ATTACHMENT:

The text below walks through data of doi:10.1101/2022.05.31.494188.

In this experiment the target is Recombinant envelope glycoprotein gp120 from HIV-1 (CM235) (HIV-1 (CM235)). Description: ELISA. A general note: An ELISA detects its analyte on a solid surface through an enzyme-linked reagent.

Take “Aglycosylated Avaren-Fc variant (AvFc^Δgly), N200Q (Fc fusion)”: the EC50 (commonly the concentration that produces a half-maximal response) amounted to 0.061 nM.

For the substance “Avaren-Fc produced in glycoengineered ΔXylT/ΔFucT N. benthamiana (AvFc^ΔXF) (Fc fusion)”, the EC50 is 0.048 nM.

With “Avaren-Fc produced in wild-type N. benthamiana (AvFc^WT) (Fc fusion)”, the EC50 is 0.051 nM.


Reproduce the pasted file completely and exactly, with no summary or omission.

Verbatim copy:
The text below walks through data of doi:10.1101/2022.05.31.494188.

In this experiment the target is Recombinant envelope glycoprotein gp120 from HIV-1 (CM235) (HIV-1 (CM235)). Description: ELISA. A general note: An ELISA detects its analyte on a solid surface through an enzyme-linked reagent.

Take “Aglycosylated Avaren-Fc variant (AvFc^Δgly), N200Q (Fc fusion)”: the EC50 (commonly the concentration that produces a half-maximal response) amounted to 0.061 nM.

For the substance “Avaren-Fc produced in glycoengineered ΔXylT/ΔFucT N. benthamiana (AvFc^ΔXF) (Fc fusion)”, the EC50 is 0.048 nM.

With “Avaren-Fc produced in wild-type N. benthamiana (AvFc^WT) (Fc fusion)”, the EC50 is 0.051 nM.